Climate change is finally beginning to receive the attention that it deserves. Greta Thunberg, the 15 year old climate activist, is lecturing world leaders and taking the globe by storm. Climate change deniers are experiencing increasing difficulty finding an audience who will take them seriously. It’s surely welcome news that climate change activism is becoming a global focus.

To some it might seem that nuclear weapons are a different topic that we don’t really have time for as the climate crisis becomes ever more serious. But really, climate change and nuclear weapons are the same topic, as a nuclear weapons exchange could very well be the final chapter of the climate change story.

Before climate change could spin out of control and destroy the environment it would disrupt the global geo-political order. Mass migrations and resource depletion would cause governments to take increasingly desperate steps to maintain control over their societies, and one predictable outcome of such desperation would be increased conflict between nations.

Ira Helfand, a leader of the International Campaign To Abolish Nuclear Weapons (ICAN), writes on the CNN website

Climate change and the danger of nuclear war are closely related. As climate change progresses over the coming decades, large areas of the planet will be unable to support their human population. As a result, there will likely be forced migrations on a scale unknown in human history, and an enormously increased risk of conflict, including nuclear conflict.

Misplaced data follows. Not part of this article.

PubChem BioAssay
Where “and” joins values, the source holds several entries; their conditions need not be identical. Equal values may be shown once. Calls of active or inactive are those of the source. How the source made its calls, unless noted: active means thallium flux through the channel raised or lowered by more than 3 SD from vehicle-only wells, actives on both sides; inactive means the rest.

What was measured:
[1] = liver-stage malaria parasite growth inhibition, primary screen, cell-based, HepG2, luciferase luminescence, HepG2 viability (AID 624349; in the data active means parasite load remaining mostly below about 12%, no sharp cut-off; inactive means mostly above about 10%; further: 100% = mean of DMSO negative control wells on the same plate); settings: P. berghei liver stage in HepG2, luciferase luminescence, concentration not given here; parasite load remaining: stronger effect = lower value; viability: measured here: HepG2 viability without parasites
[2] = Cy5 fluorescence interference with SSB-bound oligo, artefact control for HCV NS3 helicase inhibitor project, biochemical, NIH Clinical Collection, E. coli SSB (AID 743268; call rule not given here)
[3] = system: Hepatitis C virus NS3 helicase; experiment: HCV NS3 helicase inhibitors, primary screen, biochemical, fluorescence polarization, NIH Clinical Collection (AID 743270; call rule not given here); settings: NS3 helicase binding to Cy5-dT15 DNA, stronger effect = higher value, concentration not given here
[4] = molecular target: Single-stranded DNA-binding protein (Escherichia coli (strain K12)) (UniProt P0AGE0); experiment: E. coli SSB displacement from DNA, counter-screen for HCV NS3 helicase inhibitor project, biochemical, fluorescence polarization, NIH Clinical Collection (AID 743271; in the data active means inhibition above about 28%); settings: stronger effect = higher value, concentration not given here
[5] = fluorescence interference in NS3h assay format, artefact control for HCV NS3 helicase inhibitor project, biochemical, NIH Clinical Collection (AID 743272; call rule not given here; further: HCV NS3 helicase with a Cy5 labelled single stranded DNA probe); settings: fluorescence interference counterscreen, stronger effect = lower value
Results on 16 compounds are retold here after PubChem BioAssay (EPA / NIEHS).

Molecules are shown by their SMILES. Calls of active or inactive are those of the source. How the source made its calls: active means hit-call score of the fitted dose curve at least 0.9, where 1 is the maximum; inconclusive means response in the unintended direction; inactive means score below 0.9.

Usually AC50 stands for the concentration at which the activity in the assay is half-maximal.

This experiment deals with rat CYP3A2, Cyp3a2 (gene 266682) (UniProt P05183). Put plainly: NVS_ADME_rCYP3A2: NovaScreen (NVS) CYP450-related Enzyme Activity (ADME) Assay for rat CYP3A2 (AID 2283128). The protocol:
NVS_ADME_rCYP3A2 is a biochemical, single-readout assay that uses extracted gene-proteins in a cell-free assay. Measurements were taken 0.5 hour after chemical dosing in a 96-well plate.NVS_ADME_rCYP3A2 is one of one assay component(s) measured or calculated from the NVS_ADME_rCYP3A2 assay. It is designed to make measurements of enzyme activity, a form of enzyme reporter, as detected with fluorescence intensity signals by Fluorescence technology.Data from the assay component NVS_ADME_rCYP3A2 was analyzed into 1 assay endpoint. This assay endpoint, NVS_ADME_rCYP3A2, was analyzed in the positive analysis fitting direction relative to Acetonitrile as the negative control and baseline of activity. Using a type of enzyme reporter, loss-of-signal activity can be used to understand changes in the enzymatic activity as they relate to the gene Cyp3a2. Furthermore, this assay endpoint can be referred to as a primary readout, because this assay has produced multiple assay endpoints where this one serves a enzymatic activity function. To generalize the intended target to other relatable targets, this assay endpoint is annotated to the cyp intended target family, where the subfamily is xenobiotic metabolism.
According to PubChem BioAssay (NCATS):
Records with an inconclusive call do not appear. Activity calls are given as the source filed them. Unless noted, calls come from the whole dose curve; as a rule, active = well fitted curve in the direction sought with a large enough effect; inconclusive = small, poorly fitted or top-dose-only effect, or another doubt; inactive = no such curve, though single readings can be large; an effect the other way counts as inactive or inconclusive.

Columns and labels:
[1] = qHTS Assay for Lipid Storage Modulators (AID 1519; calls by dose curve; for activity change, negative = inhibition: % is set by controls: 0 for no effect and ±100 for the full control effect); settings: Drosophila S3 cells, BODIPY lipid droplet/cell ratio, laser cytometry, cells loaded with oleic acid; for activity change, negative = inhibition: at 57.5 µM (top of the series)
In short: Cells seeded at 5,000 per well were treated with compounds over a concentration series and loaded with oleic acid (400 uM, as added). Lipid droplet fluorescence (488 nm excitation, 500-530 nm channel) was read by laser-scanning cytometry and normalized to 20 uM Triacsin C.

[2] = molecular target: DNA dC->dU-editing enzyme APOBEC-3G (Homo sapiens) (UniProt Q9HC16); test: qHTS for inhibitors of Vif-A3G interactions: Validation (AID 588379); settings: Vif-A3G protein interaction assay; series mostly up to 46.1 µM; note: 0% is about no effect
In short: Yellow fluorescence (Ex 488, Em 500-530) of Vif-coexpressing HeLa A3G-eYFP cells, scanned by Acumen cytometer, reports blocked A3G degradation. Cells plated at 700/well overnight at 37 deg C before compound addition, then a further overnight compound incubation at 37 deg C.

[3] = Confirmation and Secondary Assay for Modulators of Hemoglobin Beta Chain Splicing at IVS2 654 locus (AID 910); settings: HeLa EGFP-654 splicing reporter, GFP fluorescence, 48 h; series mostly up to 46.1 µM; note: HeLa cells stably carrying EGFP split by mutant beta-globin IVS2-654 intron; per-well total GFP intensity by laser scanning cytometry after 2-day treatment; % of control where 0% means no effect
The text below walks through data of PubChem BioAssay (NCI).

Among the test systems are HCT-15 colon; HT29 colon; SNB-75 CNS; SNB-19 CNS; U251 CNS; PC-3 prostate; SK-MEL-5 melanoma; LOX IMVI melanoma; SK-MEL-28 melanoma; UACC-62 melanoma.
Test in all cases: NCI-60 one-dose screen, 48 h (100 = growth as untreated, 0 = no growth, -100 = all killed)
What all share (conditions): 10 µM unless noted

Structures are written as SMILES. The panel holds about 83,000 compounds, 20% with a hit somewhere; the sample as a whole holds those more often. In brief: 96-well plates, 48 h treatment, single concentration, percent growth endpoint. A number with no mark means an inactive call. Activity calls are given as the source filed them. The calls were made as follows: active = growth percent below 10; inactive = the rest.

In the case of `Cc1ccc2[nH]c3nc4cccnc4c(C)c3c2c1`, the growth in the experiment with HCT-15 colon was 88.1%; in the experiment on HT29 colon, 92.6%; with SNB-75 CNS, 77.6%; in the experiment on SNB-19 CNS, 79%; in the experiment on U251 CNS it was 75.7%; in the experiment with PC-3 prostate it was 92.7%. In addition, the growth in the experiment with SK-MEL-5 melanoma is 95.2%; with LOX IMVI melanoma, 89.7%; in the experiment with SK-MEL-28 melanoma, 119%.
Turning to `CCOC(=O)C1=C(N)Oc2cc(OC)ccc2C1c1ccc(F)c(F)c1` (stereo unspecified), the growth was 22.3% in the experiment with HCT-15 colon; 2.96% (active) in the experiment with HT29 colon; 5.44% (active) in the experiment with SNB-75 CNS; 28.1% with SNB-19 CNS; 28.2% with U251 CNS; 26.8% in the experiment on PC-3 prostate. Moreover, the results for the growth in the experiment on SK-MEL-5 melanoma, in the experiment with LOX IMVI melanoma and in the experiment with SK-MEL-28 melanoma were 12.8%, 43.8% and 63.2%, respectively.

To me, the bottom line seems clear. Without nuclear weapons modern civilization will likely somehow adapt to climate change and continue in some form. With nuclear weapons it’s anybody’s guess what will happen, and the odds aren’t in our favor.

WWII might serve as an example. That war was the largest conflict in human history creating previously unimaginable levels of death and damage all over the planet. But we got past it. We rebuilt civilization, and improved on the past. Had thousands of nuclear weapons been available to the warring parties during WWII, as they are today, such a recovery would have been very unlikely.

At The Nation, Matt Korda writes,

“…the significant attention imbalance between climate change and nuclear weapons must be urgently corrected; keeping them siloed reinforces an incomplete narrative about the nature of these existential threats.”